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Public consultation opens as Historic Scotland launches third round of battlefields inventory

13 May 2012

                            The site of the Battle of Alford (1645) in Aberdeenshire is one of 28 sites currently on the Battlefield Inventory

Scotland’s most important battlefields are continuing to be officially identified after Historic Scotland announced the third group of potential sites for inclusion in the Inventory of Historic Battlefields.  

The project has considered 50 of the nation’s most important battle sites, including Culloden and Bannockburn. There are currently 28 on the Inventory.

To be included in the Inventory, the battlefield must be of national importance for the contribution it makes to Scotland’s history, as well as for its physical remains and archaeological potential.

The Inventory also takes account of landscape context, and to be included on the list, any potential site must present features that can be recorded on a modern map.

Once completed, the resource will allow local planning authorities and other public bodies to take account of the listed battlefields, and to ensure that any proposed developments minimise adverse impacts and avoid unnecessary damage.

The Inventory will also emphasise the positive contribution that battlefields can make to the environment.

The new sites identified for possible inclusion are battles fought in East Ayrshire, East Lothian, Glasgow/ East Renfrewshire, Highland, Midlothian, Perth and Kinross, the Scottish Borders, and Stirling.

Fiona Hyslop, Cabinet Secretary for Culture and External Affairs said: “It is crucial we ensure our battlefields are protected, for the huge contribution they have made to our history and heritage, and to safeguard them for future generations.

“Our battle sites draw tourists from all over the world, and they represent a huge educational resource. Through them we can understand the evolution of Scotland, and learn about key historical figures and their role in shaping our culture.”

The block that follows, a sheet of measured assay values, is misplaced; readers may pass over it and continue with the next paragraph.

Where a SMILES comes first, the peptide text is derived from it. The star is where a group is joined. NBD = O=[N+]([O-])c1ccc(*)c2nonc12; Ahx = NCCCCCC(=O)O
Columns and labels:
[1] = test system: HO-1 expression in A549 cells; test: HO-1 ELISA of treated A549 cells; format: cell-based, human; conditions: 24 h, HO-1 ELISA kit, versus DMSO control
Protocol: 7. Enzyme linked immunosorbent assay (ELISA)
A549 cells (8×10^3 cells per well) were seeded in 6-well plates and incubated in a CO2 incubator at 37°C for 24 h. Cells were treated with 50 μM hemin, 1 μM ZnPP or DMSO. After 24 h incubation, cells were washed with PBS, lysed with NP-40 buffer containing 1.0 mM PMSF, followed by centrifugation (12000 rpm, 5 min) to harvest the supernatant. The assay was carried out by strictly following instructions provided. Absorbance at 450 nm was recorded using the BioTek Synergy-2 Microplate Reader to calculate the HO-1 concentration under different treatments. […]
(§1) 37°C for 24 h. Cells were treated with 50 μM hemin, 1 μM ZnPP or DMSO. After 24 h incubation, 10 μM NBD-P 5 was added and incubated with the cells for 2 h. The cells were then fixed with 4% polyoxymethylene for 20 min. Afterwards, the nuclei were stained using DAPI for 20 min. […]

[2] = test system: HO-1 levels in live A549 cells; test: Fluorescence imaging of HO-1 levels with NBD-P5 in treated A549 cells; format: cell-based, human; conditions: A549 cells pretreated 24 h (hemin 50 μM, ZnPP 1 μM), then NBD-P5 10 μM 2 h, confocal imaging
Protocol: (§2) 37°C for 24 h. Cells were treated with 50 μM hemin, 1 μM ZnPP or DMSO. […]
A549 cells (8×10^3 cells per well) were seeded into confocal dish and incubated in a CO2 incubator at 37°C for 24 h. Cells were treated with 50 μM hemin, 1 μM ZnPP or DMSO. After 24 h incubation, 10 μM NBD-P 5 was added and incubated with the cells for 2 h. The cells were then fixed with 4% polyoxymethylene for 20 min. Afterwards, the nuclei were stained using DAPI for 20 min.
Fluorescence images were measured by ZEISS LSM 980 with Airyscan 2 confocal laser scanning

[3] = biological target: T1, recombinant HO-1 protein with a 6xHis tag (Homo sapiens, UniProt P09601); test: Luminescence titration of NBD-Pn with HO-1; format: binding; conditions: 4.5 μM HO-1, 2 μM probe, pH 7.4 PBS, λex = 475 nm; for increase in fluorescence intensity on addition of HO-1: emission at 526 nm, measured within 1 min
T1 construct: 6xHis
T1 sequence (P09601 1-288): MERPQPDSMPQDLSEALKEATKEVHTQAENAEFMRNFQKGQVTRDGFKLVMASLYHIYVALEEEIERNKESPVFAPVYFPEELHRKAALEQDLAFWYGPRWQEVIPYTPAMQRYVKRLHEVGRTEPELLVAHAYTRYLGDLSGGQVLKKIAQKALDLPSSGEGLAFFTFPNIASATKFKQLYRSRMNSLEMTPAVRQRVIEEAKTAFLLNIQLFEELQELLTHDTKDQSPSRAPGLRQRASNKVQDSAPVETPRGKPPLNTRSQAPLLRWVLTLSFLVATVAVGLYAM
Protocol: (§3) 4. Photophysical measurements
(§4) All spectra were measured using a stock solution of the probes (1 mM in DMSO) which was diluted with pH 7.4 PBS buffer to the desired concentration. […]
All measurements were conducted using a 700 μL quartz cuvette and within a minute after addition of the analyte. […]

Ms Hyslop said the importance attached to battlefields had been acknowledged in the decision to build a new heritage centre to commemorate the 700th anniversary of the Battle of Bannockburn, which will be completed in 2014.

“Bannockburn was one of the most significant battles fought on British soil. Its enduring significance confirms the legacy of such pivotal battles, and the cultural importance attached to them.”

The battlefields under consideration in this consultation are:

  • East Ayrshire
           Loudoun Hill (1307)

  • East Lothian
           Dunbar I (1296)

  • Glasgow City / East Renfrewshire
           Langside (1568)
           The battle of Langside includes a small area of East Renfrewshire, although the majority is in
           Glasgow City.

  • Highland
           Blar na Léine (1544)
           Glenlivet (1594)
           Inverlochy I (1431)

  • Midlothian
           Roslin (1303)

  • Perth and Kinross
           Dunkeld (1689)
           Tippermuir (1644)

  • Scottish Borders
           Melrose (1526)

  • Stirling
           Sauchieburn (1488)

The Inventory will be kept under review following the consultation and other battlefield sites (which have not met the criteria on the basis of current knowledge) could be added in future if new evidence comes to light.

The consultation will go online for public comment on Friday May 18th until June 30th, at www.historic-scotland.gov.uk/battlefieldconsultation .

The successful candidates for the Inventory will be announced later this year.

Notes for editors:

  • Each inventory report describes the battlefield and the reasons for its inclusion. These include a summary of the battle and its historical context, and a brief indication of its importance in relation to historical association, physical remains, and archaeological potential. The inventory map indicates the extent of the battlefield, defining the overall area of interest. It includes the area where the main elements of the battle are believed to have taken place, where associated physical remains and archaeological evidence occur or may be expected, and where additional landscape components such as strategic viewpoints may lie.

  • Historic Scotland is an executive agency of the Scottish Government charged with safeguarding the nation’s historic environment. The agency is fully accountable to Scottish Ministers and through them to the Scottish Parliament.


  • The Year of Creative Scotland began on January 1, 2012 and will spotlight and celebrate Scotland’s cultural and creative strengths on a world stage. Through a dynamic and exciting year-long programme of activity celebrating our world-class events, festivals, culture and heritage, the year puts Scotland’s culture and creativity in the international spotlight with a focus on cultural tourism and developing the events industry and creative sector in Scotland. More information about the programme can be found at: www.visitscotland.com/creative

  • The Year of Creative Scotland is a Scottish Government initiative led in partnership by EventScotland, VisitScotland, Creative Scotland and VOCAL. More information and resources to help businesses engage with Year of Creative Scotland are available at  www.visitscotland.org/yearofcreativescotland-toolkit

                                                  Year of Creative Scotland 2012


For further information


Lesley Brown
Communications and Media Officer
Communications and Media
0131 668 8603 or 07920 768 096
lesley.brown@scotland.gsi.gov.uk